It’s no secret that many rappers leave behind a ton of unreleased songs and freestyles that may or may not ever see the light of day. It sucks when that unheard material belongs to some of today’s music icons and it’s especially painful to learn that they’ve been lost in the sands of time forever.
In an interview with DJBooth, producer Ski Beatz reveals that to be the case with some of his 90’s produced cuts which featured the likes of a pre-Reasonable Doubt Jay-Z, “Ebonics” era Big L, and “Coolie High” times Camp Lo. In the interview the Hip-Hop producer remembers that he didn’t just leave his Jigga and Big L produced songs on the cutting room floor, he literally trashed them and left them never to be heard again. What?!
“Around the time I was working for [Big] L, that’s when he passed,” Ski tells me over the phone. “Nobody heard the songs, and I did all those songs on ADAT . Around that time, that’s when the whole Pro Tools and the wholecomputer thing started to come into play. I wasn’t even thinking about the future… Any ADATs I had, I just got rid of all of my ADATs and went into thecomputer world. I didn’t make [copies] of anything that we did.”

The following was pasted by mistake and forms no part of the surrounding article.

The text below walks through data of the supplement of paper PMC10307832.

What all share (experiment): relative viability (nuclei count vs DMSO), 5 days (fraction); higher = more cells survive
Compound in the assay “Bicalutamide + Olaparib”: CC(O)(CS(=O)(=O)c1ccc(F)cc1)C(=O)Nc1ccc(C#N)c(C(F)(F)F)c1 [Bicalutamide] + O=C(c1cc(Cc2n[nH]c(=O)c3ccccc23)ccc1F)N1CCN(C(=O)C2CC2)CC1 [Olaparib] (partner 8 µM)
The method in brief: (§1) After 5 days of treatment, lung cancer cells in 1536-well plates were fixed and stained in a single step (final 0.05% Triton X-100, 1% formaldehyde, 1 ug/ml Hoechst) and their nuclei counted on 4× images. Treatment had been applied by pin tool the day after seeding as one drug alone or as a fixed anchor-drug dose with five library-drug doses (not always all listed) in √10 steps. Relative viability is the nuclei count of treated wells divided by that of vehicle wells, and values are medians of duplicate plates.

And if you thought that was bad, peep what he said about his Jay-Z produced cuts.
“That goes for a lot of JAY-Z. Before Reasonable Doubt, we had a whole album that we did, that nobody has ever heard. I did it on ADAT, and when I got rid of all the ADAT, I got rid of all the Big L stuff, all the JAY-Z stuff. Even unreleased Camp Lo music. I wasn’t even thinking.”
A. Whole. Album. This was classic Jay-Z. Hungry to make a name for himself Jay-Z. “I’d rather die enormous than live dormant that’s how we on it” Jay-Z. Heaven only knows what kind of gems ended up in a landfill somewhere.
Looks like we’ll have to add this to the list of legendary lost projects like Method Man’s original Tical album that was doomed to a flooded studio and that original Havoc produced Biggie record that Hav said was superior to Life After Death‘s “Last Dayz.”
Ski Beatz Says He Literally Trashed An Entire Jay-Z Album & Big L Records In The 90’s was originally published on hiphopwired.com